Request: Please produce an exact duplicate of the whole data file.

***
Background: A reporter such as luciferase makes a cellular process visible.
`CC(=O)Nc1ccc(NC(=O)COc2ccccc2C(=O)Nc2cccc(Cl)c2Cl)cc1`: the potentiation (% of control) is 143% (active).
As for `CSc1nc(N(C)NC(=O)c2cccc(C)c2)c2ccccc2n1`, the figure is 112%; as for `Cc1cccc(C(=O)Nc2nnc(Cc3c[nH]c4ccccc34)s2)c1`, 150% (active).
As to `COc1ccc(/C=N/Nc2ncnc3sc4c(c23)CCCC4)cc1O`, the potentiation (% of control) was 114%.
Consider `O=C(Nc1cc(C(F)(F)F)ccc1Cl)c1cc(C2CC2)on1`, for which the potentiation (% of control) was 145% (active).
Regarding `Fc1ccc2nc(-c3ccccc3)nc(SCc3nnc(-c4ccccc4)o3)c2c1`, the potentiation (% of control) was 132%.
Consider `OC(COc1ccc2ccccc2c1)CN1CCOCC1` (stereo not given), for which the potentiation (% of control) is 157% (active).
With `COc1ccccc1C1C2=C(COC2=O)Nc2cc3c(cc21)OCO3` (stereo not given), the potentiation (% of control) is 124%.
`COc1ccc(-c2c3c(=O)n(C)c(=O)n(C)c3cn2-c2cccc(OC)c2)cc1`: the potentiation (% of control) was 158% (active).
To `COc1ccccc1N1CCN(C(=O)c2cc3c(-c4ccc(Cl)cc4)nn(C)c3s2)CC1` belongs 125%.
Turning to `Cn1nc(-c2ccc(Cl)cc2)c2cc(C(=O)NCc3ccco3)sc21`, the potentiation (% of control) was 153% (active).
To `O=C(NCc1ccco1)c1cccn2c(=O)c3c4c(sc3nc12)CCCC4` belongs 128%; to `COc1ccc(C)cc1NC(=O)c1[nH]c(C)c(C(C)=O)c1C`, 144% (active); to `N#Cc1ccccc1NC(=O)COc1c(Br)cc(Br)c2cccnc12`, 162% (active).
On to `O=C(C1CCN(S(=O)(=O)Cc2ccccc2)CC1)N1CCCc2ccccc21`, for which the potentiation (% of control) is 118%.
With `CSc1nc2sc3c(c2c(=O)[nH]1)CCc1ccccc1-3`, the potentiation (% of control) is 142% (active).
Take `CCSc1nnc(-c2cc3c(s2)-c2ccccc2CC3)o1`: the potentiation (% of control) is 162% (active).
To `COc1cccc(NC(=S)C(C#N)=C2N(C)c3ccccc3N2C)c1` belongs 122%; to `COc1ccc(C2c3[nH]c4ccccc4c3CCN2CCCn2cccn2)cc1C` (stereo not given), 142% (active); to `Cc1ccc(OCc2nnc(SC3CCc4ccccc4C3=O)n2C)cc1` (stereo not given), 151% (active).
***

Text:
Background: A reporter such as luciferase makes a cellular process visible.
`CC(=O)Nc1ccc(NC(=O)COc2ccccc2C(=O)Nc2cccc(Cl)c2Cl)cc1`: the potentiation (% of control) is 143% (active).
As for `CSc1nc(N(C)NC(=O)c2cccc(C)c2)c2ccccc2n1`, the figure is 112%; as for `Cc1cccc(C(=O)Nc2nnc(Cc3c[nH]c4ccccc34)s2)c1`, 150% (active).
As to `COc1ccc(/C=N/Nc2ncnc3sc4c(c23)CCCC4)cc1O`, the potentiation (% of control) was 114%.
Consider `O=C(Nc1cc(C(F)(F)F)ccc1Cl)c1cc(C2CC2)on1`, for which the potentiation (% of control) was 145% (active).
Regarding `Fc1ccc2nc(-c3ccccc3)nc(SCc3nnc(-c4ccccc4)o3)c2c1`, the potentiation (% of control) was 132%.
Consider `OC(COc1ccc2ccccc2c1)CN1CCOCC1` (stereo not given), for which the potentiation (% of control) is 157% (active).
With `COc1ccccc1C1C2=C(COC2=O)Nc2cc3c(cc21)OCO3` (stereo not given), the potentiation (% of control) is 124%.
`COc1ccc(-c2c3c(=O)n(C)c(=O)n(C)c3cn2-c2cccc(OC)c2)cc1`: the potentiation (% of control) was 158% (active).
To `COc1ccccc1N1CCN(C(=O)c2cc3c(-c4ccc(Cl)cc4)nn(C)c3s2)CC1` belongs 125%.
Turning to `Cn1nc(-c2ccc(Cl)cc2)c2cc(C(=O)NCc3ccco3)sc21`, the potentiation (% of control) was 153% (active).
To `O=C(NCc1ccco1)c1cccn2c(=O)c3c4c(sc3nc12)CCCC4` belongs 128%; to `COc1ccc(C)cc1NC(=O)c1[nH]c(C)c(C(C)=O)c1C`, 144% (active); to `N#Cc1ccccc1NC(=O)COc1c(Br)cc(Br)c2cccnc12`, 162% (active).
On to `O=C(C1CCN(S(=O)(=O)Cc2ccccc2)CC1)N1CCCc2ccccc21`, for which the potentiation (% of control) is 118%.
With `CSc1nc2sc3c(c2c(=O)[nH]1)CCc1ccccc1-3`, the potentiation (% of control) is 142% (active).
Take `CCSc1nnc(-c2cc3c(s2)-c2ccccc2CC3)o1`: the potentiation (% of control) is 162% (active).
To `COc1cccc(NC(=S)C(C#N)=C2N(C)c3ccccc3N2C)c1` belongs 122%; to `COc1ccc(C2c3[nH]c4ccccc4c3CCN2CCCn2cccn2)cc1C` (stereo not given), 142% (active); to `Cc1ccc(OCc2nnc(SC3CCc4ccccc4C3=O)n2C)cc1` (stereo not given), 151% (active).